Sheila Callaghan’s Women Laughing Alone With Salad isn’t quite the female-centric piece you expect it to be. As anticipated, it comments on women’s attitudes about their bodies, the pressures they face to conform to a certain image and their experience of womanhood within our culture in general. But unlike Callaghan’s Bed (closing March 26 in Atwater), which is about a hot and sexy female iconoclast, or Everything You Touch, an award winner about a woman's search for self-validation (the play ran at Theatre@Boston Court last year), Women Laughing is told from a male perspective. It explores how a schlubby wannabe writer named Guy (David Clayton Rogers) copes with his mom, his girlfriend and the hot chick he spotted at the disco.

Tori (Nora Kirkpatrick), the woman Guy lives with, is an impossibly skinny and suspiciously anorexic blonde. She blathers inconsequentially about restaurants that serve fried sesame rice balls and the delights of wearing flip-flops. And she has incest issues, albeit deeply repressed ones.

Guy is pretty sure he doesn’t love her, but he hangs in because she tolerates his extracurricular activities, and participates as well. When Guy brings home Meredith (Dinora Z. Walcott), a sizzling, amply endowed gal he met at a club, the trio go at it in a scene of simulated sexual acrobatics as graphic as they come.

Guy’s mom, Sandy (Lisa Banes), is a supercilious Manhattan matron whom Guy despises and resists. Yet her hold on him is tenacious, and when she requests a favor — a sprint to the patisserie for a Bavarian chocolate espresso rum cake — he does it. Like Tori, Sandy harbors perverse secrets.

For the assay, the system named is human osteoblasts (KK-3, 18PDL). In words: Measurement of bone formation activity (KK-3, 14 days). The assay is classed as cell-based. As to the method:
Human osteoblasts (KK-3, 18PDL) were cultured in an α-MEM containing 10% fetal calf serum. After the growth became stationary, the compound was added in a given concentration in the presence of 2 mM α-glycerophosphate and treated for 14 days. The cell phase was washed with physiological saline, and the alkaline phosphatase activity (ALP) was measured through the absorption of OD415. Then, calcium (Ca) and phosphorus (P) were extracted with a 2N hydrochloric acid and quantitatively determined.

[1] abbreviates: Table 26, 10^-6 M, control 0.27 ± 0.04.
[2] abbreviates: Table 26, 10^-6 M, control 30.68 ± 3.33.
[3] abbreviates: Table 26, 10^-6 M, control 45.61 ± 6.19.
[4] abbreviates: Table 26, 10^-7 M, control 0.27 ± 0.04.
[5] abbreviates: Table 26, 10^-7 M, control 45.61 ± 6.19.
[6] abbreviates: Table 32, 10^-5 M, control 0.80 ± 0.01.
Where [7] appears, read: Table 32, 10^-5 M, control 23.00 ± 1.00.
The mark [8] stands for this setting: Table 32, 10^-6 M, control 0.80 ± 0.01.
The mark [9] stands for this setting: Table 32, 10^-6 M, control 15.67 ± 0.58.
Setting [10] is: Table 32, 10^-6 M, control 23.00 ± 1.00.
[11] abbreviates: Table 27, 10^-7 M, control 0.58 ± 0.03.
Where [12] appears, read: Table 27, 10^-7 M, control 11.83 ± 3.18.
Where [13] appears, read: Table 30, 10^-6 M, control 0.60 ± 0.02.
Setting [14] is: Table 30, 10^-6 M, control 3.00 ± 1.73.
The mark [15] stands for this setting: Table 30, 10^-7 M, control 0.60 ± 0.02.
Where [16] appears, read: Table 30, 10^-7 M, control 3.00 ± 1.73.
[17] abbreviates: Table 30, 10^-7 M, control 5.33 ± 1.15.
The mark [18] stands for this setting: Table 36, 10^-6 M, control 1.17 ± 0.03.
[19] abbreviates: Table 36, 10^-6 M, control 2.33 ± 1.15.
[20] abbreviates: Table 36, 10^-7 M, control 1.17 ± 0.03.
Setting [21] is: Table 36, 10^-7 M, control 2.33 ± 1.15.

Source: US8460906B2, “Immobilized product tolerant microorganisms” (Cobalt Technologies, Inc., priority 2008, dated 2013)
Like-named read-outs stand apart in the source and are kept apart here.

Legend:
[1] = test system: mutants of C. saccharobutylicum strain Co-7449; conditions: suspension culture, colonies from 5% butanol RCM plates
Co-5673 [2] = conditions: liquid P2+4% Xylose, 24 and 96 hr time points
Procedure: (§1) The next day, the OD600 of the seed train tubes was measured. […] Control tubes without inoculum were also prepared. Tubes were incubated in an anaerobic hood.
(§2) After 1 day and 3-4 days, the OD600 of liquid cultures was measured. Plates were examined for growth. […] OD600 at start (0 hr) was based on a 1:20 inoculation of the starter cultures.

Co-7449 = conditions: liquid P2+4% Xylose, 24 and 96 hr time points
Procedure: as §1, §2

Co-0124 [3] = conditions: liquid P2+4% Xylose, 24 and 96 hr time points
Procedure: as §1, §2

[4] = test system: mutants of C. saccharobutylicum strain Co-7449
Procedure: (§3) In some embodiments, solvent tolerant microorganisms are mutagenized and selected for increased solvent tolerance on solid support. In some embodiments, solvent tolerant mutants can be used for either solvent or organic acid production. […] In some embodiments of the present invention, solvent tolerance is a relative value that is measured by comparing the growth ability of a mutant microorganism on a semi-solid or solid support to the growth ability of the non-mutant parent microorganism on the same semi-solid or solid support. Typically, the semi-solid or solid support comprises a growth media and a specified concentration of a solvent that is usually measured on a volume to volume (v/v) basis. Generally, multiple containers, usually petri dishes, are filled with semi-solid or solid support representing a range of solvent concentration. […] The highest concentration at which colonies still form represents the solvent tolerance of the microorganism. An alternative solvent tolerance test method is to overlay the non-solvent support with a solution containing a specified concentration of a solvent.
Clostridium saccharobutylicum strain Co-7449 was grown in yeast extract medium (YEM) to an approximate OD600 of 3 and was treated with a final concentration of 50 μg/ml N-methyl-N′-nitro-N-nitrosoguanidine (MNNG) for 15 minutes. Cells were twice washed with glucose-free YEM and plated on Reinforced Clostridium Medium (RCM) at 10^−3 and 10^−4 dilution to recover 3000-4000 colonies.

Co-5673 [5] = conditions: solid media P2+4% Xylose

Dinora Z. Walcott, David Clayton Rogers and Nora Kirkpatrick in Women Laughing Alone With Salad.; Credit: Photo by Craig Schwartz

Dinora Z. Walcott, David Clayton Rogers and Nora Kirkpatrick in Women Laughing Alone With Salad.; Credit: Photo by Craig Schwartz

Callaghan’s a master of edgy dialogue spoken by characters who let it out all hang out. But Women Laughing, which is directed by Neel Keller, with lively costumes by Ann Closs-Farley and scopic closeups of the women by videographer Keith Skretch, doesn’t really get rolling until the second act. Walcott is immensely watchable in her layered performance of a gal out to score, but despite its bizarre twists, the story and its other characters don’t grab you.

It’s only after intermission that the production really takes off. Time has moved forward and Guy, now played by Banes in drag, is working for a high-flying ad firm. Kirkpatrick and Walcott, playing men, are Guy's underlings, helping him develop an ad campaign for a pharmaceutical directed at women. The satire here is keener, and the performances of Banes and Kirkpatrick (Walcott is good across the board) sharper and smarter as well. It’s the first time that the Guy character really comes into focus and you gain insight and involvement into what makes him tick.

Kirk Douglas Theatre, 9820 Washington Blvd., Culver City; through April 3. (213) 628-2772, centertheatregroup.org.

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